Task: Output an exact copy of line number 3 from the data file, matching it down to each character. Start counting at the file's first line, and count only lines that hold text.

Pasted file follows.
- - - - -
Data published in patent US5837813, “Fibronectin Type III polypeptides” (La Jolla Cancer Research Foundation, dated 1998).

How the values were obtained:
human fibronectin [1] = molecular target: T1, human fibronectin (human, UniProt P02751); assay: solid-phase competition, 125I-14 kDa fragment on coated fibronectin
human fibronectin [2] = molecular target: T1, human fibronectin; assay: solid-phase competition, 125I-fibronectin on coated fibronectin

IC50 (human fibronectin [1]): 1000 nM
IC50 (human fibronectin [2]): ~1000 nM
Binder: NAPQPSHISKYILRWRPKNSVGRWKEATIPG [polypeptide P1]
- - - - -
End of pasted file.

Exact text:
human fibronectin [1] = molecular target: T1, human fibronectin (human, UniProt P02751); assay: solid-phase competition, 125I-14 kDa fragment on coated fibronectin